While listening through the disc in two separate sittings, I soon found that I hardly noticed his eminently sensitive interpretations, for the simple reason that he never imposes ‘clever’ readings on the material. Tassis Christoyannis lets the music speak for itself; he is only the humble servant who presents it as tastefully as possible. I could just relax and let the music wash over me and enjoying some old friends and several that in all likeliness will become new friends. There is actually no need to comment on each and every one of the 24 songs, but a few observations wouldn’t be out of place. I noted for instance that Medjé (tr. 3) is a lovely thing, a setting of a poem by Jules Barbier, better known as the librettist of Faust and Romeo et Juliette as well as Mignon by Ambroise Thomas and Les Contes d’Hoffmann by Offenbach. Théophile Gautier, another poet whose verses easily lend themselves to musical settings, is the originator of La Chanson du pêcheur (tr. 6), where Christoyannis applies a grander, full-throated approach – grand but still within the limits of his resources. He never becomes coarse. In Heureux sera jour (tr. 7) by the ‘Prince of poets’ as 16th century master Pierre de Ronsard was known by his contemporaries, his reading is light, conversational and, as always, nuanced. Gautier is back with Primavera which, in spite of the Italian title, is sung in French. Alfred de Musset’s Venice (tr. 13) is a prime example of Christoyannis’s superb soft singing. The following, Si vous n’ouvrez votre fenêtre, a charming song wonderfully sung, is a text by Alexandre Dumas fils, author of the novel La Dame aux camellias, which was adapted into Verdi’s La traviata and in the 20th century was filmed on several occasions, most famously, I believe, in 1936 with Greta Garbo as Marguerite Gautier.

What would French melodies be without Victor Hugo? Sérénade (tr. 15) is probably Gounod’s best known song and in all possibility also his best. Gautier’s Où voulez-vous aller? (tr. 16) is another lovely song and so is Au printemps in ¾-time. The text again by Jules Barbier. À une jeune Grecque (tr. 20) is a setting of a poem by Sapho, in French translation by Prosper Yraven. And then follow three songs in English, surprising maybe. The first, Maid of Athens by Lord Byron, Good Night by Shelley and the third by George Wither, and English poet I wasn’t familiar with before. He lived between 1588 and 1667 and was a prolific writer about whom C. V. Wedgwood wrote "every so often in the barren acres of his verse is a stretch enlivened by real wit and observation, or fired with a sudden intensity of feeling". Maybe I should delve deeper into his oeuvre. Dramatist Émile Augier was almost contemporaneous with Gounod and his poem Départ is a fitting conclusion to this highly attractive programme. If you have a sweet tooth you will love this disc, and even if you haven’t you can’t possibly resist the exquisite singing by Tassis Christoyannis, who is sensitively accompanied by Jeff Cohen.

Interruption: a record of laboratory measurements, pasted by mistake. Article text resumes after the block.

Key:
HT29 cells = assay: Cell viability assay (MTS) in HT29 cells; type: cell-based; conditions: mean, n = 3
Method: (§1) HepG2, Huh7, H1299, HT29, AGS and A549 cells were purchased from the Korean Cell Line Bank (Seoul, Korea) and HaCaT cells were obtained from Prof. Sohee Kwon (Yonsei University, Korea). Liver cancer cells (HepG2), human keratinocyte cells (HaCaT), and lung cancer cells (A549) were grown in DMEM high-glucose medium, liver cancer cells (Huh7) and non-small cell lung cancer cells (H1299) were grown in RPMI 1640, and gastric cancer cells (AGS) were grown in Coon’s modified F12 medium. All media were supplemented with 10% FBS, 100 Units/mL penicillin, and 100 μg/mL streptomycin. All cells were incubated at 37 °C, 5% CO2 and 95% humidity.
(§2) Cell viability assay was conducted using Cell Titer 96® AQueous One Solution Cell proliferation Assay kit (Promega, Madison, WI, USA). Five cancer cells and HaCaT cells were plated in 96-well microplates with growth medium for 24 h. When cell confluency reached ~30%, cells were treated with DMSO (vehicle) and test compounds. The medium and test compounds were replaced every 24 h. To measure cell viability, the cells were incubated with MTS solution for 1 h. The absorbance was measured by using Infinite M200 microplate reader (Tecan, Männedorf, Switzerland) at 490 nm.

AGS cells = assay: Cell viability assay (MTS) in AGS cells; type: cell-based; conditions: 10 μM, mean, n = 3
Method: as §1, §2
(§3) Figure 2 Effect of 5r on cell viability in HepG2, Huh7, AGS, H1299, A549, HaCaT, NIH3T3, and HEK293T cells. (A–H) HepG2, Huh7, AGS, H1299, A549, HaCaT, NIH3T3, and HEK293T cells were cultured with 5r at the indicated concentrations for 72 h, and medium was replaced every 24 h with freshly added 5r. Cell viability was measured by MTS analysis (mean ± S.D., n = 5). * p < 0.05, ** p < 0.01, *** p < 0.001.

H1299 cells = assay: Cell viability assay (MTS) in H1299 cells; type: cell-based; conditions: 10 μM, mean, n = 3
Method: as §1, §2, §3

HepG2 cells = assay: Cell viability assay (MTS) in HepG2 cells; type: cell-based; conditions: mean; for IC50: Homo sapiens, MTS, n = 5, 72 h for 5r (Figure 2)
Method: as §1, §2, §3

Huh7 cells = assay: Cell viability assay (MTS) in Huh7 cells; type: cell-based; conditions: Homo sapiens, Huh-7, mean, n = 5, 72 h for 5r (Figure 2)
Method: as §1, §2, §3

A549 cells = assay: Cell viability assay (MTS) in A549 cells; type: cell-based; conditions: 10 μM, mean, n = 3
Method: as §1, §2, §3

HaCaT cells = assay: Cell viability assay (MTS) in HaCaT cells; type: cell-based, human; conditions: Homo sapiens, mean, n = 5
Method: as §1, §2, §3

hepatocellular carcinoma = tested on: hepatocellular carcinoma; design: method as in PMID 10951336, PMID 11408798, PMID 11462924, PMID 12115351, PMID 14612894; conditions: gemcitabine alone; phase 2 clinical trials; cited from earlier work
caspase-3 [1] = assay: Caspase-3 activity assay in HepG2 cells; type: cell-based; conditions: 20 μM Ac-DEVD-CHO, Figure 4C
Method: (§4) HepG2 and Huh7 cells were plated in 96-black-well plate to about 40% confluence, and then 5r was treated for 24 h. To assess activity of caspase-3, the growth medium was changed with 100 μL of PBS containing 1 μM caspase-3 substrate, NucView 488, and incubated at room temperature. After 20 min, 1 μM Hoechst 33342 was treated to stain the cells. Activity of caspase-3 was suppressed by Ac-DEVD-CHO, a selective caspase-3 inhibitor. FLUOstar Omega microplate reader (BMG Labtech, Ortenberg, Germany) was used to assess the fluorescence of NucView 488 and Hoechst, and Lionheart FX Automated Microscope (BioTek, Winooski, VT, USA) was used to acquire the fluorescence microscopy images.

Göran Forsling

1. Ma Belle Amie est morte (CG 404) [3:22]
2. Prière (CG 427) [2:54]
3. Medjé (CG 407) [3:48]
4. Le Souvenir (CG 444) [4:09]
5. Ce que je sius sans toi (CG 355) [2:57]
6. La Chanson du pêcheur (CG 397) [6:31]
7. Heureux sera le jour (CG 388) [3:11]
8. Tombez, mes ailes! (CG 463]
9. Je ne puis espérer (CG 394) [1:41]
10. Ô ma belle rebelle (CG 414) [2:50]
11. Primavera (CG 430) [2:26]
12. Quanti mai! (CG 432) [2:00]
13. Venise (CG 468) [4:45]
14. Si vous n’ouvrez votre fenétre (CG 440) [2:03]
15. Sérénade (CG 437) [3:56]
16. Où voulez-vouz aller? (CG 419) [3:17]
17. Aubade (CG 330) [2:42]
18. Le Banc de pierre (CG 335) [5:46]
19. Au printemps (CG 331) [1:40]
20. À une jeune Grecque (CG 324) [4:14]
21. Maid of Athens (CG 406) [3:51]
22. Good Night (CG 386) [2:24]
23. Sweet baby, sleep (CG 445) [3:07]
24. Départ (CG 369) [3:51]